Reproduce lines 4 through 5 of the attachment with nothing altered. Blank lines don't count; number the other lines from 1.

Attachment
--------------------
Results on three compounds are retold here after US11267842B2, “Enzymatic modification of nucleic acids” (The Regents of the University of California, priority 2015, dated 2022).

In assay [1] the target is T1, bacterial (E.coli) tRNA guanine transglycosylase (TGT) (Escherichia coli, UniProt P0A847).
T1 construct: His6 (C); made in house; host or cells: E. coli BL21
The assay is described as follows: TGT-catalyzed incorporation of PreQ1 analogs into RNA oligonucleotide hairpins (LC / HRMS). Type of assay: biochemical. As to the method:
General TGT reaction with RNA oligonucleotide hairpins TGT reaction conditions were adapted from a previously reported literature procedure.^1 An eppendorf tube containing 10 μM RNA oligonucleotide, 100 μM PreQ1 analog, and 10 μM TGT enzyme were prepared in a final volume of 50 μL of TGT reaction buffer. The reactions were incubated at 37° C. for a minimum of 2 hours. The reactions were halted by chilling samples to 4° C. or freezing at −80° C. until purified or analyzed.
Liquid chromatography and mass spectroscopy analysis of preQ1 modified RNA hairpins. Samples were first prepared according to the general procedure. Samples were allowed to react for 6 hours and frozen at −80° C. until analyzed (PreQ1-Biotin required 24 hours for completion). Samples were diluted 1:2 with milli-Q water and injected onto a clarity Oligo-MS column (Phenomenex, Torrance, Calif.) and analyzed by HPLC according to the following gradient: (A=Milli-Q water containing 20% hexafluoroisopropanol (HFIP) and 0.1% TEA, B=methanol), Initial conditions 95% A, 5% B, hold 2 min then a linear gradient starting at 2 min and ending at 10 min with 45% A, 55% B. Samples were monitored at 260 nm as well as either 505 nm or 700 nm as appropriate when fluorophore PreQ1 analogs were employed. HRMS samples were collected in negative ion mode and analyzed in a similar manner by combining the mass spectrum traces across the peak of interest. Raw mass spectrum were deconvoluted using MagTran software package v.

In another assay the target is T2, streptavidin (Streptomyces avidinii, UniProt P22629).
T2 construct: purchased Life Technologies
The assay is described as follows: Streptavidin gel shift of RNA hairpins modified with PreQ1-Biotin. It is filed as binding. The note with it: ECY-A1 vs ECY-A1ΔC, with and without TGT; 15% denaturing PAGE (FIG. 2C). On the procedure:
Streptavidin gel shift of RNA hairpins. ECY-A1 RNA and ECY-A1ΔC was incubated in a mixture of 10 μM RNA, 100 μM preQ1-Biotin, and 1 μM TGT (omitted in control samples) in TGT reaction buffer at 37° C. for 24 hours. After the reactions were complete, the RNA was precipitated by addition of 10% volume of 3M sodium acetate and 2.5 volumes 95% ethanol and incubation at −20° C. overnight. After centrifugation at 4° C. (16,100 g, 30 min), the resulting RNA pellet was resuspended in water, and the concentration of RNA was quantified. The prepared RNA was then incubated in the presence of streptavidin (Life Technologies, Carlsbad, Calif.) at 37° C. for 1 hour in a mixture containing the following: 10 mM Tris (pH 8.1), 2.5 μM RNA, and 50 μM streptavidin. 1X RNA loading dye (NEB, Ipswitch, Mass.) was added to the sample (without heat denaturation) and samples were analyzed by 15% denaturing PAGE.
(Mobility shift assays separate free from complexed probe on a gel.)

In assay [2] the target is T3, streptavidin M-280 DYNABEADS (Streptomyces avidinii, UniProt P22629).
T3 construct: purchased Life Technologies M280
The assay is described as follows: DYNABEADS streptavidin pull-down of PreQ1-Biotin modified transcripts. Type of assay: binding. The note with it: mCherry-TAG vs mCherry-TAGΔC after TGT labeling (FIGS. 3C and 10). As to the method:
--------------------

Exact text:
The assay is described as follows: TGT-catalyzed incorporation of PreQ1 analogs into RNA oligonucleotide hairpins (LC / HRMS). Type of assay: biochemical. As to the method:
General TGT reaction with RNA oligonucleotide hairpins TGT reaction conditions were adapted from a previously reported literature procedure.^1 An eppendorf tube containing 10 μM RNA oligonucleotide, 100 μM PreQ1 analog, and 10 μM TGT enzyme were prepared in a final volume of 50 μL of TGT reaction buffer. The reactions were incubated at 37° C. for a minimum of 2 hours. The reactions were halted by chilling samples to 4° C. or freezing at −80° C. until purified or analyzed.